It was my final day in the South East (Tuesday 9th June) and I had planned to activate three parks: Gower Conservation Park, Calectasia Conservation Park, and the Penola Conservation Park. All three were to be unique parks for me, for both the VK5 National and Conservation Parks Award and also World Wide Flora Fauna (WWFF).
My first park was the Gower Conservation Park which is situated about 25 km north west of Mount Gambier.
Gower Conservation Park was gazetted on the 21st day of January 1971 and covers an area of around 39.5 hectares. The vegetation in the park mostly consists of an open forest of messmate stringybark and brown stringybark with a shrub understorey of austral bracken and some spike wattle, grass tree, and silverleaved banksia. In the south of the park you can find barked manna gum and large black wattle.
I headed out of Mount Gambier, heading north west on the Princes Highway, heading back towards Adelaide. Just after the Tantanoola Caves Conservation Park, is a road to your right called McPherson Road. This takes you direct to the park, passed an old quarry on your right and the pine forest on your left.
I set up in a little clearing just to the east of the north western corner of the park. There was plenty of room here to string out the dipole and because I had two convenient gum trees, I was able to get the ends of the legs quite high off the ground. It was a much more pleasant day than Monday, The sun was out, although it was still a typical cold June day down in the South East.
I called CQ on 7.095 and this was immediately answered by Col VK5HCF from Mount Gambier, who has previously activated Gower. This was followed by Jeff VK5JK at Encounter Bay on the South Coast, Jim VK3AT/3, and then Tony VK5FTVR at Strathalbyn on the Fleurieu Peninsula. All signals were 5/9 and above. The band was in great shape.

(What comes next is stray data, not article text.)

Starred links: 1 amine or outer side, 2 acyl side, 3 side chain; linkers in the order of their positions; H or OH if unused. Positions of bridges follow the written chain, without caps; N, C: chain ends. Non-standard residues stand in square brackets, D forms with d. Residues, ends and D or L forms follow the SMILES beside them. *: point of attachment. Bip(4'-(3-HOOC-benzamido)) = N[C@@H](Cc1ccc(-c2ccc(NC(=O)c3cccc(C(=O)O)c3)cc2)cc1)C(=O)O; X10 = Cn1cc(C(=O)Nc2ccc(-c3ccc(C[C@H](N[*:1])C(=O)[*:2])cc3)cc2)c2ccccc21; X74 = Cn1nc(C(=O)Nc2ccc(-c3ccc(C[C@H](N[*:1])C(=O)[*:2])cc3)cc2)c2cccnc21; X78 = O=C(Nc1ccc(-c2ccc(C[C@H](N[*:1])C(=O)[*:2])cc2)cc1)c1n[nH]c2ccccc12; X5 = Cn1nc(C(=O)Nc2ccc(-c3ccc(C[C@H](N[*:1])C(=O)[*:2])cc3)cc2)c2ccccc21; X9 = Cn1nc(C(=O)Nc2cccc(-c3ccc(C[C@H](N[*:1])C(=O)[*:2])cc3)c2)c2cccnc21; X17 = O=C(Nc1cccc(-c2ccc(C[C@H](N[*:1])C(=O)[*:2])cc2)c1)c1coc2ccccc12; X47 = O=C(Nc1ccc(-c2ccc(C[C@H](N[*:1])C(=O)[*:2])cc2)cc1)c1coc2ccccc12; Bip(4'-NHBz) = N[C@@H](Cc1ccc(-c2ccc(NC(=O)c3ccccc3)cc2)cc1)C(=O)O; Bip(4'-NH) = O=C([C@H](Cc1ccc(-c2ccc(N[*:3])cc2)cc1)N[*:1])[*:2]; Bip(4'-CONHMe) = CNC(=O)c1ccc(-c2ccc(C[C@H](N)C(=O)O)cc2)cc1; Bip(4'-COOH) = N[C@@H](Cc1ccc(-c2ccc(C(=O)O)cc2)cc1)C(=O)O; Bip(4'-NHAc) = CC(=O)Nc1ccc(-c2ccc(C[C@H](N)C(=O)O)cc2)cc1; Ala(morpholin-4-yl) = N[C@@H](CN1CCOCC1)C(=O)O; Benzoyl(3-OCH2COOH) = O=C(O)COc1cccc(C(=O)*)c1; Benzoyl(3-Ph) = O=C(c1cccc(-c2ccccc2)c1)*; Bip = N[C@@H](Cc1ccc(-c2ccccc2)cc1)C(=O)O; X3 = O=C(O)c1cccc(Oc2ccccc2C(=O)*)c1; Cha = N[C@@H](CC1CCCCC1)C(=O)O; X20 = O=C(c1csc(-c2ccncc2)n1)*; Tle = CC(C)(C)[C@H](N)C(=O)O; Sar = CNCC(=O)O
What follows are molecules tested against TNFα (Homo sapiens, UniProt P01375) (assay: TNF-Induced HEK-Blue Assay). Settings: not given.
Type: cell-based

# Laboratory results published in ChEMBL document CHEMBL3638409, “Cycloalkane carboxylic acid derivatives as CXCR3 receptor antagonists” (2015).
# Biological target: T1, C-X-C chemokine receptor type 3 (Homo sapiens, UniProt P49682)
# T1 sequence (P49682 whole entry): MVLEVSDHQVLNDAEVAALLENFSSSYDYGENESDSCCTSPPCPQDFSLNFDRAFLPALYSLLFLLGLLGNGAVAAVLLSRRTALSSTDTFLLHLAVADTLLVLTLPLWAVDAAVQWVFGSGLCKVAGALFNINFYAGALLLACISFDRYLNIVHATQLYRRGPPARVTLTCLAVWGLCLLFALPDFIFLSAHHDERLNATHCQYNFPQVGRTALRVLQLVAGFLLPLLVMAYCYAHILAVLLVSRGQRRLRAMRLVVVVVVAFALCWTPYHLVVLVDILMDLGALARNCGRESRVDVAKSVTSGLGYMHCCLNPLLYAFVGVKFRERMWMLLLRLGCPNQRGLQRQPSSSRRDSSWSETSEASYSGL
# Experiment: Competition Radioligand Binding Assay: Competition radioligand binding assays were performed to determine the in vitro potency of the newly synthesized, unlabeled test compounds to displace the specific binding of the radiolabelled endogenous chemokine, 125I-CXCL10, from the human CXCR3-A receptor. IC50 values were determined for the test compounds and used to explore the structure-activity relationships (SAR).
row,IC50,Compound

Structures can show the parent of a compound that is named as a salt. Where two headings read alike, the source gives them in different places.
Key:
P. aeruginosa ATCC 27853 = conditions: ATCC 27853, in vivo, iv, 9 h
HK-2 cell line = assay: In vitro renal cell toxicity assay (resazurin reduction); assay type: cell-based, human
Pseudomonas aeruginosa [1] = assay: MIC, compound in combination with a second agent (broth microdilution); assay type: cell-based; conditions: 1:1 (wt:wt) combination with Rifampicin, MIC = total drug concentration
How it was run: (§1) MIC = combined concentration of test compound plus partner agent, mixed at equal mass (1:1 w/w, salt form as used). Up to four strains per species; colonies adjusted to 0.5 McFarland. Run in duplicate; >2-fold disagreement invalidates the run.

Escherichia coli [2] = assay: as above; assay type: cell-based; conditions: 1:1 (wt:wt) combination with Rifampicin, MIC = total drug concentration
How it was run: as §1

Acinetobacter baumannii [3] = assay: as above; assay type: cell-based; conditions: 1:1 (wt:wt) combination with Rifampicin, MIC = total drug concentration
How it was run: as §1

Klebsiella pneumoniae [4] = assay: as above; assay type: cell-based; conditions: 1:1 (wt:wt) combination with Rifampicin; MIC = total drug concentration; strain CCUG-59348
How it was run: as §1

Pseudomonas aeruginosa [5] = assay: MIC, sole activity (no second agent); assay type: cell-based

I worked a steady flow of VK’s from VK2, VK3, VK5, & VK6, until there was a call ‘out of the box’. I knew it was a Russian station or a Ukrainian station but struggled a bit with getting his call. I penned in UA6IDX into my log who gave me a 5/3 report, but before I could confirm his call, he had gone. A few calls later I spoke with Mike VK6MB who was with Michael VK6MMB in VKFF-161. They confirmed that the call was in fact UA6IDX that had called me.
I worked numerous mobile stations during this activation. They included Peter VK3TKK, Gerard VK2IO mobile on his way to a SOTA peak, Bob VK2AOR mobile on the M1 Freeway coming into Sydney, Gerard VK2JNG, Peter VK3PRF, Craig VK3NCR/5 mobile 160 km north of Port Augusta, Terry VK3UP, David VK5KC mobile at Orroroo in the Mid North, and Doug VK3FDES. During most of my activations, I always ask for QRP, mobile, portable and outside of VK callers. It is amazing how many of these stations come back to you, who would ordinarily be competing with many home stations running amps.
After working a total of 45 stations on 40m I headed over to 20m where I called CQ on 14.310. Gerard VK2JNG had followed me over and was my first contact on 20. This was followed by contacts with Cliff VK2NP, Bill VK5BMD, Neil VK4HNS and my final contact was with Stath VK4AEP who called just as I was packing up gear into the 4WD.
Another successful activation under my belt with a total of 50 contacts. The park had been qualified for WWFF.
The following stations were worked on 40m SSB:-
- VK6MMB/p (VKFF-161)
- VK6MB/p (VKFF-161)
The following stations were worked on 20m SSB:-
National Parks and Wildlife Service-Department of Environment and Planning, 1990, Small Parks of the Lower South East Management Plans